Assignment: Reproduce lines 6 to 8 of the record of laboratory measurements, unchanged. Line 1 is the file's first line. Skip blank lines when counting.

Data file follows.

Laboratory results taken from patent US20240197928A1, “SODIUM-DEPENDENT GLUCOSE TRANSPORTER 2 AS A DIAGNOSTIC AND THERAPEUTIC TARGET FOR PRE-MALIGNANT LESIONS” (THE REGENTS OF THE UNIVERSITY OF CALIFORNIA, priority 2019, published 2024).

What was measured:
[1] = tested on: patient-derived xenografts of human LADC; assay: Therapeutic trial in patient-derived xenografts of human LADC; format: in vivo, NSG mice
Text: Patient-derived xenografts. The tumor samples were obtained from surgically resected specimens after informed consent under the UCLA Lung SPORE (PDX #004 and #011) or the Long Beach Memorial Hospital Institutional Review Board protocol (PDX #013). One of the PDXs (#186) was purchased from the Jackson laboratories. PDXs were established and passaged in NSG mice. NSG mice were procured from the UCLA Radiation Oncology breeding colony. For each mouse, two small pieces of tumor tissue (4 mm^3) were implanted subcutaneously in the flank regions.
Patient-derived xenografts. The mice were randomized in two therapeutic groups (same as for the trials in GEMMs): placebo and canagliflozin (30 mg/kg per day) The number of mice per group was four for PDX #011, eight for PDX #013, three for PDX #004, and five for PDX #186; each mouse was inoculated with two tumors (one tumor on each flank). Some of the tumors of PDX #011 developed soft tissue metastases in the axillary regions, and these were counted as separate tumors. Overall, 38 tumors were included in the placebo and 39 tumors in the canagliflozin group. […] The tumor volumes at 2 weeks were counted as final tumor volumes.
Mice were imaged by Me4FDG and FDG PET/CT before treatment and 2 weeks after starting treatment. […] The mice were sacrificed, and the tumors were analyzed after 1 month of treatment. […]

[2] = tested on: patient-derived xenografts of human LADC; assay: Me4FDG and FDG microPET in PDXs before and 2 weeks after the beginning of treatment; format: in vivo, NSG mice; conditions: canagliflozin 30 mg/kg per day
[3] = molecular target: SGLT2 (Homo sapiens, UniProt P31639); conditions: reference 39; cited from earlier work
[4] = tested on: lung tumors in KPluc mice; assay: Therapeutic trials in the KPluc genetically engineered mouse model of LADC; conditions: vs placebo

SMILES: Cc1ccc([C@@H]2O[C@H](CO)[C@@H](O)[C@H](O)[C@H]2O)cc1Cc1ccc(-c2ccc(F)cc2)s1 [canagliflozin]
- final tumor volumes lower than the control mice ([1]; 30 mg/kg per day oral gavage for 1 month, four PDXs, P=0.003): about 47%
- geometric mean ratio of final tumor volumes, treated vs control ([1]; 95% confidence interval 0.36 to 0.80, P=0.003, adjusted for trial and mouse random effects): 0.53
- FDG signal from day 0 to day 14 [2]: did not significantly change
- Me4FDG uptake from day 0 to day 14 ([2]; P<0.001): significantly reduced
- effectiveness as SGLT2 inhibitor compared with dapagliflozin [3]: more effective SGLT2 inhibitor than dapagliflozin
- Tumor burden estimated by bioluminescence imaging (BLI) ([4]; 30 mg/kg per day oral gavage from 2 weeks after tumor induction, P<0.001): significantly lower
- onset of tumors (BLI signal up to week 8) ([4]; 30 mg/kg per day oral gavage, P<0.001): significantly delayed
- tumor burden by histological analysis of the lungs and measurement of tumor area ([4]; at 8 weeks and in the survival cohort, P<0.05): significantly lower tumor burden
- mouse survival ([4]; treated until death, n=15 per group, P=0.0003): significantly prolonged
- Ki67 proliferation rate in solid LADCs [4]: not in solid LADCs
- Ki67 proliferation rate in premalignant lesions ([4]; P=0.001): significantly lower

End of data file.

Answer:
Mice were imaged by Me4FDG and FDG PET/CT before treatment and 2 weeks after starting treatment. […] The mice were sacrificed, and the tumors were analyzed after 1 month of treatment. […]

[2] = tested on: patient-derived xenografts of human LADC; assay: Me4FDG and FDG microPET in PDXs before and 2 weeks after the beginning of treatment; format: in vivo, NSG mice; conditions: canagliflozin 30 mg/kg per day
[3] = molecular target: SGLT2 (Homo sapiens, UniProt P31639); conditions: reference 39; cited from earlier work